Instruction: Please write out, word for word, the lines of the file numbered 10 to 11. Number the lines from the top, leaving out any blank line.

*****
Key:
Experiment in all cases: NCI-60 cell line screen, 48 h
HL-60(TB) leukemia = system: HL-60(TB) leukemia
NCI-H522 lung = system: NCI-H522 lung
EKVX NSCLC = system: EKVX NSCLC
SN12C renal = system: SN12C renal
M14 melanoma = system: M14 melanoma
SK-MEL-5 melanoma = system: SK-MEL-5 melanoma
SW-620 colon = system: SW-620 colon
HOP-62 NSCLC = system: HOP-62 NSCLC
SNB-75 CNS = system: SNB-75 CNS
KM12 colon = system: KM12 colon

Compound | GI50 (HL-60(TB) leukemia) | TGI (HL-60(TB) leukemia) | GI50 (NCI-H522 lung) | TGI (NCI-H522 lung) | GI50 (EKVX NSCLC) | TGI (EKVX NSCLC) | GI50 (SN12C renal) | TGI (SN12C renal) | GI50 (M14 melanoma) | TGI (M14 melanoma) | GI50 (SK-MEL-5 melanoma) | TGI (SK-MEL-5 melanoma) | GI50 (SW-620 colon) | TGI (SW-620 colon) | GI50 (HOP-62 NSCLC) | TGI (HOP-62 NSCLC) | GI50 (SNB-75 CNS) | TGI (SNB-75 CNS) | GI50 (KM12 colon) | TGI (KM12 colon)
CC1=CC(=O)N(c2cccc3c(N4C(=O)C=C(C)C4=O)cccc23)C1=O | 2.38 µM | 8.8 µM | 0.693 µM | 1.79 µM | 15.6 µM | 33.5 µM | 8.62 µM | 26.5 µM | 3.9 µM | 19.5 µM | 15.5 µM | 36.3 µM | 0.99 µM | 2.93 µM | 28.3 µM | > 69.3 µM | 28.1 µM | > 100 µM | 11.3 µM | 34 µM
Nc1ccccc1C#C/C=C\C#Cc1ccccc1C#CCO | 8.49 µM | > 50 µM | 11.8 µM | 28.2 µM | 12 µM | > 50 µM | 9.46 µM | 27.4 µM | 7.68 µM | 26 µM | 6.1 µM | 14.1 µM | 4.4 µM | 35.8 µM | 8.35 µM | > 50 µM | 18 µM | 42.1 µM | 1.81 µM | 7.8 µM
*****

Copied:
HOP-62 NSCLC = system: HOP-62 NSCLC
SNB-75 CNS = system: SNB-75 CNS